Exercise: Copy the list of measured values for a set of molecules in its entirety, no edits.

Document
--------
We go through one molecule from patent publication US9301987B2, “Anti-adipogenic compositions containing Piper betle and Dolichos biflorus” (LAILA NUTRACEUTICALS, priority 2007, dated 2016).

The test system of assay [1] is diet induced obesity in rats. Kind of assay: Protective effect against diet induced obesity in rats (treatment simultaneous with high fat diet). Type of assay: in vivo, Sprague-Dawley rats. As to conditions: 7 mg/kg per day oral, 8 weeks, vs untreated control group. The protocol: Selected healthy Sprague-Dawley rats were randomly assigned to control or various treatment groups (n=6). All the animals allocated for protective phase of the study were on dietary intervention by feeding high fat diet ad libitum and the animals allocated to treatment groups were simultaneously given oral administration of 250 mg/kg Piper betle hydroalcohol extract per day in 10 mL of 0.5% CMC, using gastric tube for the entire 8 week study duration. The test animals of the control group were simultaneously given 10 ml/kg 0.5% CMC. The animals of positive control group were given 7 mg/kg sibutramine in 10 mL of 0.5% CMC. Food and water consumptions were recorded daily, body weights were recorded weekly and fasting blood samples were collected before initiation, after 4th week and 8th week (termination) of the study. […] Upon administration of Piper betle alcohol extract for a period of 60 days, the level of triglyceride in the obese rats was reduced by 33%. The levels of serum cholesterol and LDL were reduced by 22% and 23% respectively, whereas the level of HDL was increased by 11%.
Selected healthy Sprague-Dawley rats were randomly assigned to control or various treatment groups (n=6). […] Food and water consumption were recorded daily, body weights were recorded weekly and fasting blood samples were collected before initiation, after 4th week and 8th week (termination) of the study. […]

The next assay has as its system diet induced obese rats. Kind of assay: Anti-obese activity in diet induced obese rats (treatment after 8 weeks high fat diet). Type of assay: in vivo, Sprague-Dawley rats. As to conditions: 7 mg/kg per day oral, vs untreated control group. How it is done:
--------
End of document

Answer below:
We go through one molecule from patent publication US9301987B2, “Anti-adipogenic compositions containing Piper betle and Dolichos biflorus” (LAILA NUTRACEUTICALS, priority 2007, dated 2016).

The test system of assay [1] is diet induced obesity in rats. Kind of assay: Protective effect against diet induced obesity in rats (treatment simultaneous with high fat diet). Type of assay: in vivo, Sprague-Dawley rats. As to conditions: 7 mg/kg per day oral, 8 weeks, vs untreated control group. The protocol: Selected healthy Sprague-Dawley rats were randomly assigned to control or various treatment groups (n=6). All the animals allocated for protective phase of the study were on dietary intervention by feeding high fat diet ad libitum and the animals allocated to treatment groups were simultaneously given oral administration of 250 mg/kg Piper betle hydroalcohol extract per day in 10 mL of 0.5% CMC, using gastric tube for the entire 8 week study duration. The test animals of the control group were simultaneously given 10 ml/kg 0.5% CMC. The animals of positive control group were given 7 mg/kg sibutramine in 10 mL of 0.5% CMC. Food and water consumptions were recorded daily, body weights were recorded weekly and fasting blood samples were collected before initiation, after 4th week and 8th week (termination) of the study. […] Upon administration of Piper betle alcohol extract for a period of 60 days, the level of triglyceride in the obese rats was reduced by 33%. The levels of serum cholesterol and LDL were reduced by 22% and 23% respectively, whereas the level of HDL was increased by 11%.
Selected healthy Sprague-Dawley rats were randomly assigned to control or various treatment groups (n=6). […] Food and water consumption were recorded daily, body weights were recorded weekly and fasting blood samples were collected before initiation, after 4th week and 8th week (termination) of the study. […]

The next assay has as its system diet induced obese rats. Kind of assay: Anti-obese activity in diet induced obese rats (treatment after 8 weeks high fat diet). Type of assay: in vivo, Sprague-Dawley rats. As to conditions: 7 mg/kg per day oral, vs untreated control group. How it is done: